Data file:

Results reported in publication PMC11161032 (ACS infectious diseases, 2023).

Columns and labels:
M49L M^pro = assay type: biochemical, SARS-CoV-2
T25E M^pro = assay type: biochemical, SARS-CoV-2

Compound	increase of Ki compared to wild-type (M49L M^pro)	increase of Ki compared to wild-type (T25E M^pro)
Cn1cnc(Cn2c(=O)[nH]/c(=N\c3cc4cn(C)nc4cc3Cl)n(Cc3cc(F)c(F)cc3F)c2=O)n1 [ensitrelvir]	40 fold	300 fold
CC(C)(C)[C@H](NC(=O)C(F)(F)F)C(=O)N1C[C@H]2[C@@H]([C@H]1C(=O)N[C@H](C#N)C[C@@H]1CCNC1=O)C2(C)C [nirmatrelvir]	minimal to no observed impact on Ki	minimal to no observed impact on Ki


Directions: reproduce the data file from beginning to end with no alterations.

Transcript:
Results reported in publication PMC11161032 (ACS infectious diseases, 2023).

Columns and labels:
M49L M^pro = assay type: biochemical, SARS-CoV-2
T25E M^pro = assay type: biochemical, SARS-CoV-2

Compound	increase of Ki compared to wild-type (M49L M^pro)	increase of Ki compared to wild-type (T25E M^pro)
Cn1cnc(Cn2c(=O)[nH]/c(=N\c3cc4cn(C)nc4cc3Cl)n(Cc3cc(F)c(F)cc3F)c2=O)n1 [ensitrelvir]	40 fold	300 fold
CC(C)(C)[C@H](NC(=O)C(F)(F)F)C(=O)N1C[C@H]2[C@@H]([C@H]1C(=O)N[C@H](C#N)C[C@@H]1CCNC1=O)C2(C)C [nirmatrelvir]	minimal to no observed impact on Ki	minimal to no observed impact on Ki